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So a while ago, a long long long while ago, I used to discuss issues on my blog relating to feminism and the gender disparity in SF. Lots of those conversations would get derailed and pulled back into what we coined “Feminism 101″ – that’s like when we all are mid conversation and then have to stop and convince someone that sexism exists. And those of us who were mid conversation and kept getting stopped just at the interesting bits, got frustrated. Stopping to explain Feminism 101, prevents the rest of us from moving beyond that conversation and into the crunchier bits, the more interesting parts of the conversation. That’s kind of where the idea of Galactic Suburbia came out of. A place where we could have a one or two hour conversation and not get derailed and prevented from delving.

In and amongst the blog posts at the time, we would note the gender disparity in anthologies, in which authors were being collected and in awards shortlists and winners. And at the time, people would say “oh it’s just this one” or “it’s not as often as you think” or … bleurgh go find the feminist bingo (women aren’t there cause they aren’t any good, I read for quality, I read for reasons other than gender but happen to only read/like male authors, not as many women get published/write/submit etc etc etc etc *yawn*). We had all those conversations. For years. It got boring. And so for the record, I don’t engage anymore not because those view points are right and I lost but because I’m over there –> *elsewhere* <– doing more interesting things. But the one thing I was determined to do then, and remain doing on Galactic Suburbia, is to continue to point out gender disparity on ToCs and on awards lists so that it doesn’t go unsaid and it doesn’t get pushed away and under¬† a carpet somewhere. When an award or a ToC bucks that trend, we point that out too because 1) yay and 2) isn’t that interesting! and 3) doesn’t happen all that often.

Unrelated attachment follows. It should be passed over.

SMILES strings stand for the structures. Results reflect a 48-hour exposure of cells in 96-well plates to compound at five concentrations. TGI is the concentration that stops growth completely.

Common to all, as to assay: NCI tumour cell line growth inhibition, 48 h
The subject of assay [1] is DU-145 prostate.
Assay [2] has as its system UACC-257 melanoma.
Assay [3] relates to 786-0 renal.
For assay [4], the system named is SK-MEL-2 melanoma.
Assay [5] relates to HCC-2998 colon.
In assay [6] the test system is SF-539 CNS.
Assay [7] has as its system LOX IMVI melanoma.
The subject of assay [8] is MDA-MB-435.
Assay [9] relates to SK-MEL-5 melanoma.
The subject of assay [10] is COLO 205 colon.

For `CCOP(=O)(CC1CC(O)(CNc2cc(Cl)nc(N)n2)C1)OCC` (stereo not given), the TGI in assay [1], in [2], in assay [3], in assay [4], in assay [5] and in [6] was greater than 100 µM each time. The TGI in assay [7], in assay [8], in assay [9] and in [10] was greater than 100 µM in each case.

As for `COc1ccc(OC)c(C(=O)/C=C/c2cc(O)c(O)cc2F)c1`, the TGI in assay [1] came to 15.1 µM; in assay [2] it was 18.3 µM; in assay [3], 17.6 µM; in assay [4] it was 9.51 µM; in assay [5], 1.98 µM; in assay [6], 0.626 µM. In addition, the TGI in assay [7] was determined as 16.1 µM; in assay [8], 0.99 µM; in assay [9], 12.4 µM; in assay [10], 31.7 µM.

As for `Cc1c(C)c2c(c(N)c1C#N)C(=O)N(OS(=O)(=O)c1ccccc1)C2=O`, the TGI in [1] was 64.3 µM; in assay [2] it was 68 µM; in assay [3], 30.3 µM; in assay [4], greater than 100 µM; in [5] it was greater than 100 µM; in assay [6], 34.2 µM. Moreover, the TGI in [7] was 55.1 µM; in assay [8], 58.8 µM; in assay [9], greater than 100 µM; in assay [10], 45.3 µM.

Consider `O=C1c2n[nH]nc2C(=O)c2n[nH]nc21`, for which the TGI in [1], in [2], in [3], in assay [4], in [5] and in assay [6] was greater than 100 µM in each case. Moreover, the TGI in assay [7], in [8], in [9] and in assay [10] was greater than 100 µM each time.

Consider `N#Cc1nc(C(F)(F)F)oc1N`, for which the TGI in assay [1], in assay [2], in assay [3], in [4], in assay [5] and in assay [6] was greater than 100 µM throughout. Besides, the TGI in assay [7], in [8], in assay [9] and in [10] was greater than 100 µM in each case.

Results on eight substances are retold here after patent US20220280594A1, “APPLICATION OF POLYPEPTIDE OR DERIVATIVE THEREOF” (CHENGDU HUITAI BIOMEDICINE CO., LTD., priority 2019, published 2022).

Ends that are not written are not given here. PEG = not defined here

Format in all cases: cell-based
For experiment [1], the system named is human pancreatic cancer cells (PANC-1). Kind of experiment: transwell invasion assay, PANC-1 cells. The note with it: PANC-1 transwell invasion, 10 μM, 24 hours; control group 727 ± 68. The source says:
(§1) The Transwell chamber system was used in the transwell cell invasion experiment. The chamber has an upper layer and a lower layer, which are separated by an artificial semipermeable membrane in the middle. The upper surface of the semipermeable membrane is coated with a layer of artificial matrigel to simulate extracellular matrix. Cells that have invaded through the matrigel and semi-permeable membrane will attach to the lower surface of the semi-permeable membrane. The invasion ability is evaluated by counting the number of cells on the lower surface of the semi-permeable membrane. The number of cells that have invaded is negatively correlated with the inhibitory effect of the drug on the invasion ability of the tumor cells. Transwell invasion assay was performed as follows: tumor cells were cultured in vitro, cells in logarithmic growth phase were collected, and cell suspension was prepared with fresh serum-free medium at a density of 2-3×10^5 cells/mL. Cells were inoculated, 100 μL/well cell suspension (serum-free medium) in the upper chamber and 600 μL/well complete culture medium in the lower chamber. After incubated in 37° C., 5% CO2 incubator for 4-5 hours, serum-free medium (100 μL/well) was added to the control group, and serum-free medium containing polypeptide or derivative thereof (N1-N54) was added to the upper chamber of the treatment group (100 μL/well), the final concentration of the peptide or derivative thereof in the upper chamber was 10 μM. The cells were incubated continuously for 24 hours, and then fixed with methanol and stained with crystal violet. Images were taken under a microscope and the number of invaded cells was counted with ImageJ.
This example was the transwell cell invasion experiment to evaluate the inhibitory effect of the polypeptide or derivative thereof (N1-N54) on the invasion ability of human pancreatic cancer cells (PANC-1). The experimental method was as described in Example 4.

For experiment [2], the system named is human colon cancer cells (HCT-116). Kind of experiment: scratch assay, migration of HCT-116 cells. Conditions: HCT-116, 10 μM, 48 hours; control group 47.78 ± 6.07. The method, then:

Mondy has crunched some recent numbers for gender breakdown for the Ditmars this week and shows an interesting change of more women, overall, in fiction being nominated for Ditmars. Interesting to note is that this number wraps up novels, novellas and short stories into 1 number. Whilst I’d be interested to see what the breakdown across these three categories is, it’s still an interesting graph. It shows in the last three years, more women than men (in total, for these 3 categories) have been nominated for Ditmars.

The question of course is, what does that mean? Did we go too far? Are we now looking at further disparity? Are men being persecuted and experiencing sexism by the voters? Are more women suddenly being published than men?

I think that these questions are hard for me to answer given that I have more than 1 horse in the races here (both in terms of the works nominated and the commentary being made on the awards). I have not made it any secret that an objective of mine is to showcase Australia women short story writers.

I don’t, though, think there is need for us to panic that the menz are in trouble just because an odd year or two show shortlists dominated by female writers. Noone panicked for decades when they were male heavy, afterall. And I don’t think the quest is for every category to have equal numbers of men and women, every year. I think parity in fact could be seen in years of all female, or even all male, shortlists. *As long as* those years are the outliers and not the norm. And that’s really the point isn’t it? The sky isn’t falling down just because more women were shortlisted this year. It’s the greatest number on the ballot in these categories, probably, for the lifetime of the award (no numbers crunched to support this statement). Doesn’t really say anything. It doesn’t correct for the long term trend.¬† And unless we have 50 years of only women making the shortlists, I don’t think we need to panic, just yet, about the reverse injustice.

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